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The U.S. warns of a Russian ruse while Zelenskyy fires an ambassador

Prigozhin said he won’t come back to Ukraine while Zelenskyy fired Prystaiko: highlights from the news

Prigozhin said he won’t come back to Ukraine while Zelenskyy fired Prystaiko: highlights from the news

Ukrainian forces started using U.S.-made cluster munitions, the White House warned of a possible Russian false-flag operation aimed at blaming Ukraine, while President Volodymyr Zelenskyy fired an ambassador to London who disapproved of his sarcasm. Meanwhile, the chief of the Wagner Group, Yevgeny Prigozhin, made a speech in Belarus, saying his mercenaries will no longer fight in Ukraine.

The Page offers a digest of Western mass media at the end of the July 17–21, 2023, business week.

Russia prepares an attack against commercial vessels, says the White House

Kirby warned of Russia’s new provocation. Photo: Getty Images

Kirby warned of Russia’s new provocation. Photo: Getty Images

Russia on Thursday stepped up its aerial assaults on Ukrainian ports critical to the world’s food supply, The New York Times reports. Meanwhile, the White House warned that the Kremlin has mined sea routes and might be setting the stage for attacks on commercial transport ships.

After pulling out of the Grain Deal that had allowed Ukrainian grain to make it to the world market, Moscow has put shipping companies on notice that they now cross the Russian blockade in the Black Sea at their own peril, and could be treated as military targets. Ukraine on Thursday issued its own warning: Ships heading to Russian ports or to ports in occupied Ukraine, the Ministry of Defense said, will now be considered to be carrying "military cargo, with all the corresponding risks."

In Washington, a White House official, John Kirby, a spokesman for the National Security Council accused Moscow of engaging in a false-flag operation. According to him, Russia placed mines in an area already mined by Ukraine to deter an amphibious assault.

Quote"We believe that this is rather a coordinated effort to justify any attacks against civilian ships in the Black Sea, and then blame them on Ukraine," Mr. Kirby said.

Despite Moscow’s own warnings to shipping outfits, Russia’s ambassador to the United States, Anatoly Antonov, on Thursday denied that it had any intention of attacking civilian ships.

The grain agreement, reached last summer, eased the threat of famine in countries dependent on Ukrainian exports. With the deal’s apparent demise, wheat prices have soared, jumping 12 percent since Monday.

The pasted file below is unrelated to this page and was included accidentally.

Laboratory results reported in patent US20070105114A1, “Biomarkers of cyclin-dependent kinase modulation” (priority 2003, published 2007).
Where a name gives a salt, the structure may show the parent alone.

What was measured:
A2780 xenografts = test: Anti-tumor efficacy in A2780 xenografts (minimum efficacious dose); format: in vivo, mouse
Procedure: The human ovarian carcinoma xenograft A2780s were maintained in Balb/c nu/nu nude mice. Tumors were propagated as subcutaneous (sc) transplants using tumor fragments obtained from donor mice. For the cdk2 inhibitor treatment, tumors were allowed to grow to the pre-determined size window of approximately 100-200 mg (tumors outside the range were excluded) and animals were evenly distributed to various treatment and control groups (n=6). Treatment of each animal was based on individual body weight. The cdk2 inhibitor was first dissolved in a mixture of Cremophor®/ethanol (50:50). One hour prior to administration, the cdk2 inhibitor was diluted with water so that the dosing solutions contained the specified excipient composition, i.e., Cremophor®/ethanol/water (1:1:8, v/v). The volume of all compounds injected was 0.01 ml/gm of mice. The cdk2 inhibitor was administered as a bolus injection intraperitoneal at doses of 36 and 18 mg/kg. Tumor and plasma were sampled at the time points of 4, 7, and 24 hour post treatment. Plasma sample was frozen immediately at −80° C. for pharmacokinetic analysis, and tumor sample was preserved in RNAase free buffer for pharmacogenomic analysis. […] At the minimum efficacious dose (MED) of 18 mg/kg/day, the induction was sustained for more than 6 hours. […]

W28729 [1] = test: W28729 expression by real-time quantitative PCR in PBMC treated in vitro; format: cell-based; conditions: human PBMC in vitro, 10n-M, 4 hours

Quote"The primary goal for the Russians is to undercut the Ukrainian economy, and if they could do that without firing a shot, they would be delighted," said Sidharth Kaushal, a research fellow for sea power at the Royal United Services Institute, a London-based defense and security research group.

The researcher argued that Russia’s effort to damage Ukraine’s economy and free itself from Western sanctions is a show of its inability to succeed militarily.

Josep Borrell Fontelles, the European Union’s top diplomat, said Russia had not only withdrawn from the grain agreement, "but they are burning the grain," too.

Quote"What we already know is that this is going to create a big, a huge food crisis in the world," he told reporters before an E.U. meeting in Brussels.

Ukraine has used cluster munitions. How will it make a difference on the frontline?

Ukraine has begun firing cluster munitions. Photo: Wikipedia

Ukraine has begun firing cluster munitions. Photo: Wikipedia

According to Ukrainian officials familiar with the matter, Ukraine has begun firing U.S.-provided cluster munitions against well-fortified Russian positions in southeastern Ukraine, The Washington Post reports.

The U.S.-made cluster munitions were delivered to Ukraine last week following President Joe Biden’s "difficult decision". Human rights groups, European allies, and some Democrats criticized it because of the risk of civilian casualties.

Biden circumvented the ban on the transfer of cluster munitions under the Foreign Assistance Act, which allows the president to provide aid, regardless of arms export restrictions, as long as he determines that doing so is a vital U.S. national security interest.